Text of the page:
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© Tessa Quax, David Prangishvili, Gerard Pehau-Arnaudet, Jean-Marc Panaud
VAPs (virus-associated pyramids) formed by the Sulfolobus islandicus rod-shaped virus 2 (SIRV2) in cells of its hyperthermophilic archaeal host. Negative contrast electron micrography.
Scientific Fields
Diseases
Organisms
Applications
Technique

Published in Environmental Microbiology - 01 Apr 2014

Gaudin M, Krupovic M, Marguet E, Gauliard E, Cvirkaite-Krupovic V, Le Cam E, Oberto J, Forterre P

Link to Pubmed [PMID] – 24034793

Environ Microbiol. 2014 Apr;16(4):1167-75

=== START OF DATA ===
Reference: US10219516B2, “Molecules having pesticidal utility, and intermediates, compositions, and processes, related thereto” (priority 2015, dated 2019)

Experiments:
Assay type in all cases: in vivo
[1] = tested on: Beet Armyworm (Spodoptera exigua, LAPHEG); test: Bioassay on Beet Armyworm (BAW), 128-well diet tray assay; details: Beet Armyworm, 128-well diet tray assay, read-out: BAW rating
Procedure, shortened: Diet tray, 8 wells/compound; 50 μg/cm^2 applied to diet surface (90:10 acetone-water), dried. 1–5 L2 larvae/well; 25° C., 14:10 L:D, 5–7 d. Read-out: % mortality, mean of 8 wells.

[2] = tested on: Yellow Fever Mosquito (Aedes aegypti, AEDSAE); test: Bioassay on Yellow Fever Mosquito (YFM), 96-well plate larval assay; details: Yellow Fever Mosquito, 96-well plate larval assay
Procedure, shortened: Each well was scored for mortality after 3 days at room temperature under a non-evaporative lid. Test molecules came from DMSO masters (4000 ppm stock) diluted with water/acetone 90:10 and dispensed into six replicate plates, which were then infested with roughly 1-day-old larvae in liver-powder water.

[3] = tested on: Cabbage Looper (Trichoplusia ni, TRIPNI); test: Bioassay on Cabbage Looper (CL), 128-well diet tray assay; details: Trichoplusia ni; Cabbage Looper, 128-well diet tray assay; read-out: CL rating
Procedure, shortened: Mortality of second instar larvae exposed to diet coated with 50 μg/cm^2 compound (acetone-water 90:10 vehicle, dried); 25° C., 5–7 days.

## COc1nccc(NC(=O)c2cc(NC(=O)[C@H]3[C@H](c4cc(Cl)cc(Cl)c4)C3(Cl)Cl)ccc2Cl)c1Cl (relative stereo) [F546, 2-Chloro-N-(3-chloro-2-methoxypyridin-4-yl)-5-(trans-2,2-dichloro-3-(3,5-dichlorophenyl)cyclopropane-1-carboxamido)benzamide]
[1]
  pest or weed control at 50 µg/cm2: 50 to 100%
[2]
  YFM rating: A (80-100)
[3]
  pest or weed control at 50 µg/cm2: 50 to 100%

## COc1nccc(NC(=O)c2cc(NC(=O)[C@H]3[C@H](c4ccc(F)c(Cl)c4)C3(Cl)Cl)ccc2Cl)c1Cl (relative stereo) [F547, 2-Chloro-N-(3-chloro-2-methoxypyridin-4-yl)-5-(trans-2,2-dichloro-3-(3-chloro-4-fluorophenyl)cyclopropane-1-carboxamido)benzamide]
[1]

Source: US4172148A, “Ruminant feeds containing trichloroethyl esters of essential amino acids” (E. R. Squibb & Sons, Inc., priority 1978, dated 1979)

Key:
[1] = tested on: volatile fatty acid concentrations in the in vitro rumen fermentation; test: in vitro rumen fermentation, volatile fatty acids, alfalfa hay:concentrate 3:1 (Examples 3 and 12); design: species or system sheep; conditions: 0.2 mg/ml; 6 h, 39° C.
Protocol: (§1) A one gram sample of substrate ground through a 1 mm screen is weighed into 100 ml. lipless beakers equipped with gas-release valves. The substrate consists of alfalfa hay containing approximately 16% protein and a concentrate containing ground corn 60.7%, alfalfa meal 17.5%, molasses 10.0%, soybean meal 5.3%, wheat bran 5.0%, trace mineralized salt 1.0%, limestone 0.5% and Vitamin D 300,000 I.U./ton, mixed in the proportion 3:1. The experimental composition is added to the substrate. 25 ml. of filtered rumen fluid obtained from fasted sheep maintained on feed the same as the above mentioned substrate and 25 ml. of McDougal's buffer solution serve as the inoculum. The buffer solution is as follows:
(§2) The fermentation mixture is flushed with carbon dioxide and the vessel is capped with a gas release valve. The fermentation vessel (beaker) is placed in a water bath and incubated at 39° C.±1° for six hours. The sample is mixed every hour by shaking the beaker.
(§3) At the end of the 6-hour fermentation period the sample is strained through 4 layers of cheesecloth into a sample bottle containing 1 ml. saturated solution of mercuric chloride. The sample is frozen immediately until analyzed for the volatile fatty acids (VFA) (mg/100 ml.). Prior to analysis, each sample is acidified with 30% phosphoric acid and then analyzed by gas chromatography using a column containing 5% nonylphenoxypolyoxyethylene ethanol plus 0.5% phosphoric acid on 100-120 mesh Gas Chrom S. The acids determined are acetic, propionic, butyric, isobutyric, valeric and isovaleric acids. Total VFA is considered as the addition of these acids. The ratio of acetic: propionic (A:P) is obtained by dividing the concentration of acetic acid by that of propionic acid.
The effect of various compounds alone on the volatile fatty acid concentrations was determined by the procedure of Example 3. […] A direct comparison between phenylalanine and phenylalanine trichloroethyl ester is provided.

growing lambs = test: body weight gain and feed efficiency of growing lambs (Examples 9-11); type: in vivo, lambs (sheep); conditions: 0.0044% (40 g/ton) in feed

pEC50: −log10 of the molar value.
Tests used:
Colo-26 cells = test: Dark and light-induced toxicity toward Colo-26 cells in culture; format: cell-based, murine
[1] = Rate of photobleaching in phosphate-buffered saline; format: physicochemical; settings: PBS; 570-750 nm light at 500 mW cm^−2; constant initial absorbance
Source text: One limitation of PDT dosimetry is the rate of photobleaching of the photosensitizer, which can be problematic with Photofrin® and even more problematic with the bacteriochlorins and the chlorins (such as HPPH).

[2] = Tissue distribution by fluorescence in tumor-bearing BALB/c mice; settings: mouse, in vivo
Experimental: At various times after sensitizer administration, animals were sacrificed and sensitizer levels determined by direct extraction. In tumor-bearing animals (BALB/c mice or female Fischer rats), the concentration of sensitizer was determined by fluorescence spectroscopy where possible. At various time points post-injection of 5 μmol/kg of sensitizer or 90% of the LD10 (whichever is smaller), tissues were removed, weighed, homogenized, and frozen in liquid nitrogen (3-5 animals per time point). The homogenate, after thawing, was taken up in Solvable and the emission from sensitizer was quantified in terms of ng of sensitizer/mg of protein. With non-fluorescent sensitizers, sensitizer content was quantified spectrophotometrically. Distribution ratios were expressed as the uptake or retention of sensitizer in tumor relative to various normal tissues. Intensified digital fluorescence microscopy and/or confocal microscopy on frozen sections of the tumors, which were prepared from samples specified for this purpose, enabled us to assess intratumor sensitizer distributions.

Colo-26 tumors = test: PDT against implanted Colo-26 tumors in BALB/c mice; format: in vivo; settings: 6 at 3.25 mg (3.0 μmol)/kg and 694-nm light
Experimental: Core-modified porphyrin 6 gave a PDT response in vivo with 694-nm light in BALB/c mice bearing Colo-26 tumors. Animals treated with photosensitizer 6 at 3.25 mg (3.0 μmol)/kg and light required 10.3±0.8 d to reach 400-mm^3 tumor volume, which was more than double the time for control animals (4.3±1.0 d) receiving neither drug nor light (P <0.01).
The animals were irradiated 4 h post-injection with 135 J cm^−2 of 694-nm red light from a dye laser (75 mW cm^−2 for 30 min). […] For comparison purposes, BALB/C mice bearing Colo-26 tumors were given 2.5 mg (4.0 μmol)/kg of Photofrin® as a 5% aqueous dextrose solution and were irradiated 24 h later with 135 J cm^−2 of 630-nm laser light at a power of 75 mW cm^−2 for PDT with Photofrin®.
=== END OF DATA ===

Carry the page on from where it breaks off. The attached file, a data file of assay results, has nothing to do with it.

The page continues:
Cells from the three domains of life produce extracellular membrane vesicles (MVs), suggesting that MV production is a fundamental aspect of cellular physiology. We have recently shown that MVs produced by the hyperthermophilic archaeon Thermococcus kodakaraensis can be used as vehicles to transfer exogenous recombinant plasmid DNA from cell to cell. Here, we show that Thermococcus nautilus, which harbours three plasmids, pTN1, pTN2 and pTN3, produces MVs, and that some of them selectively incorporate pTN1 and pTN3. Interestingly, pTN3 represents the genome of a defective virus, which encodes signature proteins common to a large group of viruses infecting hosts from all three cellular domains. However, preparations of MVs produced by T. nautilus have a protein composition similar to that of classical MVs from Thermococcales and do not contain the viral major capsid protein encoded by pTN3. Our results suggest that MVs can serve as vehicles for the intercellular transport of viral genomes and facilitate recombination between viral, plasmid and/or cellular chromosomes in the absence of viral infection.